Spoof alert – Taketh not this first part seriouslyeth.
Washington, DC (HUH) – Today, Barack Obama pledged to introduce legislation which would allow the President to set days of public prayer and thanksgiving. Obama said he had come to recognize the importance of prayer to the nation and he believes the President should set the tone.
However, a clause in the proposal has some religious leaders nervous. According to the Bill for Appointing Days of Public Fasting and Thanksgiving, ministers who decline to preach a sermon , “suited to the occasion,” on government appointed feast days will be fined if they cannot produce “a reasonable excuse” for the lack of sermonizing.
This has conservatives up in arms with complaints about the heavy hand of the government in religious matters. David Barton of Wallbuilders spoke out against the proposal. “I have concluded that Obama is the most Biblically hostile President ever, and this is just one more example,” Barton claimed.
In his book The Jefferson Lies, Barton mentions the Bill for Appointing Days of Public Fasting and Thanksgiving as an illustration of how Jefferson sought to introduce “religious activities into civil law.” In October 1776, as a legislator, Jefferson introduced a bill to reform and reword Virginia’s laws. The bill passed and the legislature appointed Jefferson and four others to accomplish the task. As the result, the group proposed 126 bills which were not immediately considered. The bill about days of fasting and thanksgiving was introduced in October, 1786 by James Madison (Jefferson was in France by that time) but never passed into law.
Along with three other bills, Barton points to this one as an indicator that Jefferson did not intend a wall of separation between church and state. And indeed, this bill does seem to be at odds with other legislation proposed by Jefferson, including the Bill for Establishing Religious Freedom, which was also one of the 126 bills.
How was it at odds? Read the full text of the bill about prayer days:
Be it enacted by the General Assembly, that the power of appointing days of public fasting and humiliation, or thanksgiving, throughout this commonwealth, may in the recess of the General Assembly, be exercised by the Governor, or Chief Magistrate, with the advice of the Council; and such appointment shall be notified to the public, by proclamation, in which occasion of the fasting or thanksgiving shall be particularly set forth. Every minister of the gospel shall on each day so to be appointed, attend and perform divine service and preach a sermon, or discourse, suited to the occasion, in his church, on pain of forfeiting fifty pounds for every failure, not having a reasonable excuse.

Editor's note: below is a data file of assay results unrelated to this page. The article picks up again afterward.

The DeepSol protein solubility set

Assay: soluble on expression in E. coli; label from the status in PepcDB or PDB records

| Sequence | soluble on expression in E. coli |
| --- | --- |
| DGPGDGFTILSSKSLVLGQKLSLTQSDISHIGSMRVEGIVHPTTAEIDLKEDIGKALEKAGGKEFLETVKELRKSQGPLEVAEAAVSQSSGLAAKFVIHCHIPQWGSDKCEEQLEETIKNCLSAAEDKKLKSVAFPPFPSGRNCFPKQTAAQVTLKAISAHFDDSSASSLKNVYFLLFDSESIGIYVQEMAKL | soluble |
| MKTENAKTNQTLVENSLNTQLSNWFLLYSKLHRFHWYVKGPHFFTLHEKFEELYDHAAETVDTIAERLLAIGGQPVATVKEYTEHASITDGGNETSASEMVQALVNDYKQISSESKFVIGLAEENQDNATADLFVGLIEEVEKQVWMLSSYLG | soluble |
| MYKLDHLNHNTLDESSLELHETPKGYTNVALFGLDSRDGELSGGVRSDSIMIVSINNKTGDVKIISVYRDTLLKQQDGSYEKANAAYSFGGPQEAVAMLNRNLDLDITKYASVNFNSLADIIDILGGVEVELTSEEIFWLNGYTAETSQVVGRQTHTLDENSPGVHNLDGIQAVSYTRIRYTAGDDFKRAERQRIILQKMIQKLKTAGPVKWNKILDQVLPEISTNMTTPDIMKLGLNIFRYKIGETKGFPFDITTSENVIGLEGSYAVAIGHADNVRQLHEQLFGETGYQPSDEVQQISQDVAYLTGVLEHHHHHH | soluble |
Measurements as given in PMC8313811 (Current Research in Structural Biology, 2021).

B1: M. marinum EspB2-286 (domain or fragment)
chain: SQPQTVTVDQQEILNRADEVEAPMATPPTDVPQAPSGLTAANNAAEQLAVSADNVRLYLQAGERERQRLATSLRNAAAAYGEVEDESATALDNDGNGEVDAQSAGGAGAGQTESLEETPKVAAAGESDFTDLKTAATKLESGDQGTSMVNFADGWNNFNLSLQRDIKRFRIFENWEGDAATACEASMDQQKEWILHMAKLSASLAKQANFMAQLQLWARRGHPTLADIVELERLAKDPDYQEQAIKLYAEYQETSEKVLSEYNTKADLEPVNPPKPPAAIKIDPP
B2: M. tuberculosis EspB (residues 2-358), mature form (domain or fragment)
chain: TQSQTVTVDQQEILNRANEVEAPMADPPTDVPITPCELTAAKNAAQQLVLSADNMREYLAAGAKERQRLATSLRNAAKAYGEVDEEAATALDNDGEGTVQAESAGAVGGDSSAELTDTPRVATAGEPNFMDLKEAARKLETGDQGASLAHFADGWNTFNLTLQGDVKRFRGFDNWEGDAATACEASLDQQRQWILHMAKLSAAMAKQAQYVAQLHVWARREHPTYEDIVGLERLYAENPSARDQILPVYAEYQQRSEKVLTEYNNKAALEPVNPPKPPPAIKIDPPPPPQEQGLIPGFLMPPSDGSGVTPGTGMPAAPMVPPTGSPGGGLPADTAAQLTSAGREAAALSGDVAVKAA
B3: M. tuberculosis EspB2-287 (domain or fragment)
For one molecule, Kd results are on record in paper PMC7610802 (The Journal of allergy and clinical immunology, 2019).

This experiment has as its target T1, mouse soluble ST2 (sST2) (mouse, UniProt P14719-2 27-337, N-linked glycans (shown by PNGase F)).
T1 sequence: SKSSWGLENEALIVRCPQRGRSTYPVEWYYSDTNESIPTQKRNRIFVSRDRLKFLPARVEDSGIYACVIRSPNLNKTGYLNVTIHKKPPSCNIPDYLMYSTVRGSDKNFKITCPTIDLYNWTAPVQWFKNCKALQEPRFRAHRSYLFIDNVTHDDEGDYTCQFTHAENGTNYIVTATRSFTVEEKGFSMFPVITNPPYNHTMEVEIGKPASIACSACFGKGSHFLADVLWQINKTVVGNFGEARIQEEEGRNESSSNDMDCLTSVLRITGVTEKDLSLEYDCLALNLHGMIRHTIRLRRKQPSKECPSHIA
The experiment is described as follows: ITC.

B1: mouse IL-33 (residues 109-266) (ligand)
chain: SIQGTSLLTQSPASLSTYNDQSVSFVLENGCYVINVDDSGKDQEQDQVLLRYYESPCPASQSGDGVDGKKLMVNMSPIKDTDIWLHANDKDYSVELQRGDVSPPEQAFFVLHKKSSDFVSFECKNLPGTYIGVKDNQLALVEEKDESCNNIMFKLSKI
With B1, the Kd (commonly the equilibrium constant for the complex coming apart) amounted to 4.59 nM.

Jefferson proposed government enforced rules on when and how to preach? He may not have written this bill but he was on the committee that proposed it. This clearly is out of character for the man who wrote in his bill on religious freedom:
Almighty God hath created the mind free; that all attempts to influence it by temporal punishments or burdens, or by civil incapacitations, tend only to beget habits of hypocrisy and meanness…
Not only is the requirement to preach a sermon “suitable to the occasion” an imposition of the heavy hand of government, it is not one that would be favored by today’s religious right. Can you imagine the reaction to a bill requiring ministers to preach suitable sermons to a day of thanksgiving imposed by Barack Obama? Is this bill what David Barton wants? If so, the wall of separation would be breached with ministers having to preach or pay. In addition to getting the religious mixed in with the civil, this bill forced civil requirements into religious affairs.
The bill requiring ministers to preach was not Jefferson’s finish legislative hour. The bill did not pass and Jefferson never publicly supported it or disclosed why he allowed it to be a part of the 126 bill revision. He did however, speak frequently about his work to establish religious freedom. Like most people of great accomplishment, Jefferson had his off moments. I submit that the bill requiring sermons was one of those proposals which should not be taken as representative of his views.
We go deeper into this bill as well as others in the 126 bill revision in Getting Jefferson Right, coming soon.